I was saddened to hear of the death of writer Natalie Babbitt this week at 84. She was probably best known for Tuck Everlasting, about a family grappling with immortality. But I knew her more from The Search For Delicious, one of those books from the shelves of my youth that I still occasionally take down for another perusal. In it, a kingdom’s prime minister enlists his 12-year-old messenger, Gaylen, to help avoid a civil war by polling the citizenry on the best definition for “delicious” for a new dictionary. Not all the books you loved as a child return that love on re-reading decades later, but this is one that does, and I’m grateful for that and to Babbitt for writing it.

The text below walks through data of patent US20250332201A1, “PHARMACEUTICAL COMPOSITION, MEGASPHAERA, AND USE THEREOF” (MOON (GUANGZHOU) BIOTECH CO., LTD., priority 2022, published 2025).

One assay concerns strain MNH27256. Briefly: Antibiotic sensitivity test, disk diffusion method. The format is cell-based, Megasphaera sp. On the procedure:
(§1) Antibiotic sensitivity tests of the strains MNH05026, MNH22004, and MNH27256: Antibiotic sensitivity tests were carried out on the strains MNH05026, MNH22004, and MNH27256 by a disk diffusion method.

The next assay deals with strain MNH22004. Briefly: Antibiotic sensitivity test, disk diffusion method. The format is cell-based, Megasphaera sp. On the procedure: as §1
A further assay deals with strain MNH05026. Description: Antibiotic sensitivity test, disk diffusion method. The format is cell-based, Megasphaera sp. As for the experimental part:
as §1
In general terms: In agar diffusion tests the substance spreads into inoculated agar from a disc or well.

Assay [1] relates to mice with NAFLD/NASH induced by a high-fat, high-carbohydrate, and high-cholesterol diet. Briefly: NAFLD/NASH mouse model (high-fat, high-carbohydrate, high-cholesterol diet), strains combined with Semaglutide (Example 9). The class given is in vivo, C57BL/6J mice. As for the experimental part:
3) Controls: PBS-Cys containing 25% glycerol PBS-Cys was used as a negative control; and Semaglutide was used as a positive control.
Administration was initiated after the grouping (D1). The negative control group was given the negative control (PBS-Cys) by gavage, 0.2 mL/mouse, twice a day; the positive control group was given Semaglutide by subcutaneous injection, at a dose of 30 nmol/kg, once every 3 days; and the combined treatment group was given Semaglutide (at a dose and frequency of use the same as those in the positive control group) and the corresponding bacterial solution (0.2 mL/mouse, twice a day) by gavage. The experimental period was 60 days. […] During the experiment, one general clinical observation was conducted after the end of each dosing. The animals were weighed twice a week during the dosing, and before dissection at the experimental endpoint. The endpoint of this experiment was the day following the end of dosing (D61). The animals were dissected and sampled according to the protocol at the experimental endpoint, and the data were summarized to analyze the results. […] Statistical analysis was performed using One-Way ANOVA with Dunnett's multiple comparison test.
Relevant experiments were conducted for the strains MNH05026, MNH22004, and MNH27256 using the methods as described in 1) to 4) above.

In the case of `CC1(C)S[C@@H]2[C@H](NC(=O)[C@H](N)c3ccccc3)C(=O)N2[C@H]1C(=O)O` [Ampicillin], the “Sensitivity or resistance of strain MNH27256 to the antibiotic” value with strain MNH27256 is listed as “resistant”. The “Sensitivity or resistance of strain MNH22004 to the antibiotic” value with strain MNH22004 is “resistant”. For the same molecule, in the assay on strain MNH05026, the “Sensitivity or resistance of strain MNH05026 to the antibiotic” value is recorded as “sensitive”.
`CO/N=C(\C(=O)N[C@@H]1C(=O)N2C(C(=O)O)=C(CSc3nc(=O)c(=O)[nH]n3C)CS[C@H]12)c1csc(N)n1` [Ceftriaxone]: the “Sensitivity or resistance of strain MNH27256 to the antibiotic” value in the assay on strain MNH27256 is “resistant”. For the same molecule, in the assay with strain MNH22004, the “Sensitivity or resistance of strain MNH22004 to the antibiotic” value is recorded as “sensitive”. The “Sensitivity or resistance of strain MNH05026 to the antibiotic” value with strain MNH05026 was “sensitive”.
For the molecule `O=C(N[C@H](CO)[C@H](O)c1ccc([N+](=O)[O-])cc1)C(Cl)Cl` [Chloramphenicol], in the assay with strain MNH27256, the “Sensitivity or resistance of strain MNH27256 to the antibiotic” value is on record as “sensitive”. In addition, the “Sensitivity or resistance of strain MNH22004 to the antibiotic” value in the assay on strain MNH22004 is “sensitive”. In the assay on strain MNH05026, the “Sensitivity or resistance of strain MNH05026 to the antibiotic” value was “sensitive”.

“In his workroom at the top of the tower, DeCree, the Prime Minister, was pacing up and down. Occasionally he would pause, throw up his arms in a gesture of helplessness, and then resume his pacing. From her perch, his cockatoo watched with beady interest, turning her head this way and that as he crossed and recrossed before her…”